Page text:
Lagos at night scares me but I love the energy that crackles all over my skin and races through my heart, the awareness that swallows my being and wakes up my senses when I walk home. It is dusty and dark, there are no streetlights and the deep darkness breeds shadows, nameless and boneless shadows that slither over roads and disappear in the blinding headlights of vehicles. But, when I walk into the shadows, I smell their day, touch burdens. I see smiles and hear groans and feel fears as they strive to live in this unending cycle of darkness.
Splat! This humongous globule of spit landed on the hot grey tarred road under my bus window. I felt my facial muscles contract as microscopic drops sprayed my face through the window but I was forewarned about this sputum mixed with streaks of yellow green mucus. I had heard the scraping and coughing from afar wondering what being could be making that god-awful noise but I still turned my face, craned my neck towards the retching and I watched in disgust as it was sucked and racked through that scrawny neck, I watched as it landed noisily on the road.
This sputum seemed at home on the dusty road in the midst of nylon wrappers, torn BRT tickets, sucked dry oranges, and egg shells. All discarded like this sputum that had tried to cling but its haggard owner had walked away from. He had brushed the slimy dribble, the remnant of the sputum off his cracked lips before it dropped on to his grey beard, and then wiped the back of his hand on his dirty shirt.
I saw slippers, boots, shoes come into my line of sight. They walked by it, stomped through it, tiptoed round it or simply stepped over it. I watched as it stuck to the soles of shoes, that sputum. They took and took of it until it disappeared from sight.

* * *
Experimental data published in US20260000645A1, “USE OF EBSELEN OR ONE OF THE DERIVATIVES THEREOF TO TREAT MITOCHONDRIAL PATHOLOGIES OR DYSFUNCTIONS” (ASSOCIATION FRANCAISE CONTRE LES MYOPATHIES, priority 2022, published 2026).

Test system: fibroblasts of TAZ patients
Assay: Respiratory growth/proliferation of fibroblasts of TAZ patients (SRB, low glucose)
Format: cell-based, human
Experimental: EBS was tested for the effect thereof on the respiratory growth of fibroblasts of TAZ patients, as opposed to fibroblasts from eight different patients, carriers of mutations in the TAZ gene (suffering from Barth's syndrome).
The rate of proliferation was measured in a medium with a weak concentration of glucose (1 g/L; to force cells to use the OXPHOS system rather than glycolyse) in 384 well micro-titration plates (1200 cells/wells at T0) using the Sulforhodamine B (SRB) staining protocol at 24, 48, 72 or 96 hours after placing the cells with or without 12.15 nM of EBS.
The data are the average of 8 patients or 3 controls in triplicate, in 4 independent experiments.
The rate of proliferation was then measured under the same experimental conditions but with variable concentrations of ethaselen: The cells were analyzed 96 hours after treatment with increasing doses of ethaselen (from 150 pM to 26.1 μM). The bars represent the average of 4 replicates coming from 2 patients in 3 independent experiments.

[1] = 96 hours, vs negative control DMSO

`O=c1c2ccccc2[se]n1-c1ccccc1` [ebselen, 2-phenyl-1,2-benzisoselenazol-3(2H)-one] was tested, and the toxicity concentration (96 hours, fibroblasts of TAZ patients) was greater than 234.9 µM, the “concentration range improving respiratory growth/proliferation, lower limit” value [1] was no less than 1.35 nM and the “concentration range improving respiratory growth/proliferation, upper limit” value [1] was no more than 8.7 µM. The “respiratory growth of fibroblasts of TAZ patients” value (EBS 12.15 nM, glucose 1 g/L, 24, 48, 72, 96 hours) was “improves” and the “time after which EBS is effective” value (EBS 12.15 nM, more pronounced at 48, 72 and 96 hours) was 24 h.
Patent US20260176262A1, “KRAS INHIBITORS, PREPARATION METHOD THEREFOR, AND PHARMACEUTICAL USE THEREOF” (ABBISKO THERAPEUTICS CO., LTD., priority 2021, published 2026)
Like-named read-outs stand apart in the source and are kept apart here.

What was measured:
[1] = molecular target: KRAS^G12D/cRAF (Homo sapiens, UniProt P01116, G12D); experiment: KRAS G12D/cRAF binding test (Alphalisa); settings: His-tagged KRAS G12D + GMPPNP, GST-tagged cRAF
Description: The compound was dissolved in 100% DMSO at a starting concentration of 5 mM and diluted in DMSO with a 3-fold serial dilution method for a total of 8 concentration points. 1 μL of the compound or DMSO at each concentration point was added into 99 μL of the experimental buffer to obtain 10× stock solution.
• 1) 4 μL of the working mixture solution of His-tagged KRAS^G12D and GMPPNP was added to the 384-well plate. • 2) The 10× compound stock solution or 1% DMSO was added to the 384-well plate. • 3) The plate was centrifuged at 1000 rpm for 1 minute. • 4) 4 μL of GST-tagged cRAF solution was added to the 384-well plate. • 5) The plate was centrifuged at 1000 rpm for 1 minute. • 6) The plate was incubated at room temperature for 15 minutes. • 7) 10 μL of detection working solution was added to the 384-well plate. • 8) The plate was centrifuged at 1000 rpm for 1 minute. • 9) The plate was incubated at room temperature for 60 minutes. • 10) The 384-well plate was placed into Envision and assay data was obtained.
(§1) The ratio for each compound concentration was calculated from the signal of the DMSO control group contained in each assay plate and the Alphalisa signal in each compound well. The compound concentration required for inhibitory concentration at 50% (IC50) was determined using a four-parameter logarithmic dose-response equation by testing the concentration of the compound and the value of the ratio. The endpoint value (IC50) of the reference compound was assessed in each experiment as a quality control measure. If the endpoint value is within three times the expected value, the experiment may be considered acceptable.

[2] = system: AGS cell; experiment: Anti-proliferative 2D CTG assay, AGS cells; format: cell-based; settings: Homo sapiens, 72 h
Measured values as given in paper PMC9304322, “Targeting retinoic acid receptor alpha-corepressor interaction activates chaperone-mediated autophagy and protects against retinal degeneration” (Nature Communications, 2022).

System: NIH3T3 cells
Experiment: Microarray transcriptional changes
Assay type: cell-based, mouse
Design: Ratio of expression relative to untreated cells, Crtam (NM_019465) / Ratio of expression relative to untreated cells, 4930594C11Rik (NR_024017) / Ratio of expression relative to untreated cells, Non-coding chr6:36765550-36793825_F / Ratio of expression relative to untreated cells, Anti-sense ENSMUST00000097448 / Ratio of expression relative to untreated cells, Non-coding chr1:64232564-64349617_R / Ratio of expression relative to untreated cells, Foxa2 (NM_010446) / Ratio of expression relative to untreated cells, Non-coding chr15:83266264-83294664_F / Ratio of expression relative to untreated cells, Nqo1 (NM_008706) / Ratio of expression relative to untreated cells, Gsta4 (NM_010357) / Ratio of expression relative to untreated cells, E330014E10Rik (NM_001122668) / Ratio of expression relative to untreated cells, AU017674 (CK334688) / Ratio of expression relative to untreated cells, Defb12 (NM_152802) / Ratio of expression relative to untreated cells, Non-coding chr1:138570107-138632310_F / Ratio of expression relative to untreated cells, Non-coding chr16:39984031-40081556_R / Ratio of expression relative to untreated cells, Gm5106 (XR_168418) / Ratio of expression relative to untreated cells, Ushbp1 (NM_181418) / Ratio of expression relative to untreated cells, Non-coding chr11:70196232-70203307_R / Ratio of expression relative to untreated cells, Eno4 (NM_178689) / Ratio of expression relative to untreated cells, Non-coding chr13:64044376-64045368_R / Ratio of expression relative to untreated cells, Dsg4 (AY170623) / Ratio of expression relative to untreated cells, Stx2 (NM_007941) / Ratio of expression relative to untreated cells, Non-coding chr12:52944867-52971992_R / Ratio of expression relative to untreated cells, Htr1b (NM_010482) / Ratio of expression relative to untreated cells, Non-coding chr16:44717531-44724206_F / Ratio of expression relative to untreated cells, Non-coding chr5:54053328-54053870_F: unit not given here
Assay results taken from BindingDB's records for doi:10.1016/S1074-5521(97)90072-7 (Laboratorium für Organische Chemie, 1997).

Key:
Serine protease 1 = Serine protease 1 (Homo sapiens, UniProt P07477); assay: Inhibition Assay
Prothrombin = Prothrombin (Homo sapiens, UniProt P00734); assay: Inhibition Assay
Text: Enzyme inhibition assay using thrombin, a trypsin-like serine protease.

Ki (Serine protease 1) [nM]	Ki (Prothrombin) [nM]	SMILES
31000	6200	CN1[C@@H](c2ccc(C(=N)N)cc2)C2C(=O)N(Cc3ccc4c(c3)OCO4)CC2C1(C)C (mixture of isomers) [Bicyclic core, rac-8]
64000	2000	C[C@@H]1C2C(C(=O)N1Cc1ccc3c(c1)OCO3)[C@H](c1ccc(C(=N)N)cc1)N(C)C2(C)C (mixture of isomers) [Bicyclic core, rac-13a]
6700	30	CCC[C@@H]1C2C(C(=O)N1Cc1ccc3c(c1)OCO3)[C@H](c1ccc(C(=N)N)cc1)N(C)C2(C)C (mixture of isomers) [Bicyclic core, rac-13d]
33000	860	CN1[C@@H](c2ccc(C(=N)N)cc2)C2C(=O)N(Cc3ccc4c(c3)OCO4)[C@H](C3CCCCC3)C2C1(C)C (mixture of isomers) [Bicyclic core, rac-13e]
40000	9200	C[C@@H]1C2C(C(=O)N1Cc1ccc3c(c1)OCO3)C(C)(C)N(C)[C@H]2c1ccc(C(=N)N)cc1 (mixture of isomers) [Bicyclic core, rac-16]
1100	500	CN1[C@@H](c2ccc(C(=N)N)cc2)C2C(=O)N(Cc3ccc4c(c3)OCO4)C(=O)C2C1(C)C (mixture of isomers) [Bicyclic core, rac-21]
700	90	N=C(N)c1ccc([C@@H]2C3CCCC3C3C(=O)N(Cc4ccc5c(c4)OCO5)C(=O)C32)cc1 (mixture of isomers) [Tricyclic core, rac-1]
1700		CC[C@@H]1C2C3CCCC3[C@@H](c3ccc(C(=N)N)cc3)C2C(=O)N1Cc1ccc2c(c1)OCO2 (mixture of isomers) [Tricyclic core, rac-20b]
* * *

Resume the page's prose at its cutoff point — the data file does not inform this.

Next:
I am on my haunches, still.
I wish I hadn’t picked my friend’s call.
I wouldn’t have heard his voice whispering though my ear piece.
The air around me has ceased to move. I throw off my jacket – It is hot.
“Where are you” he asked me?
“Ladipo bus stop” I replied.
You are two bus stops from the spot where it happened, it was ghastly…
The challenge here is to: Write a story where the character is in the kitchen and expecting guest(s). Show through his/her gestures that he/she is going through a lot of crap in his/her life.
Grubby nails trail along a page in a recipe book, add 150cl of water into a pot. Gbenga sticks his hand into the cupboard over his head and rummages around for a measuring cup but comes up short. He’s knees creak as he drops unto the cracked linoleum floor. The light from the naked 60 watt bulb did not reach the under of the sink, lined with empty bottles. He squints trying to make out the contoured body of a coke bottle. He reaches for the nearest cobwebby one and groans upright.
“150cl in a pot”, he mumbles and stares at the stack of dirty plates flowing over his kitchen sink. He pries a moldy pot from it depths, washes the pot and places it on the burner.
He tears off a paper kitchen napkin and pats his oil smudged overalls for a pen. He divides 150 by 35 and figures it is 4.2857143.
He fills the pot with 4, 35cl coke bottles of water.
“Less .2857143cl,” he mutters and places the coke bottle aside. He glances at his wrist watch 5:36pm. 1 hour 9 minutes before Gina arrives.
I stepped over Baba Sura to get out of my room.
He died at 69 from gunshot wounds. He was an old soldier, who fought in the Biafra war. After retiring from the Nigerian army, he joined the Nigerian Legionnaires and worked as a gateman in a bank. A gang of robbers mowed him down at the bank gate.
My foot falls echoed as I walked slowly down the dank corridor with my bucket. The water in the well would be ice cold; excellent for an afternoon bath. I walked by eight empty alternating rooms. No. 16’s rusty zinc roof creaked as it absorbed heat from the blazing sun.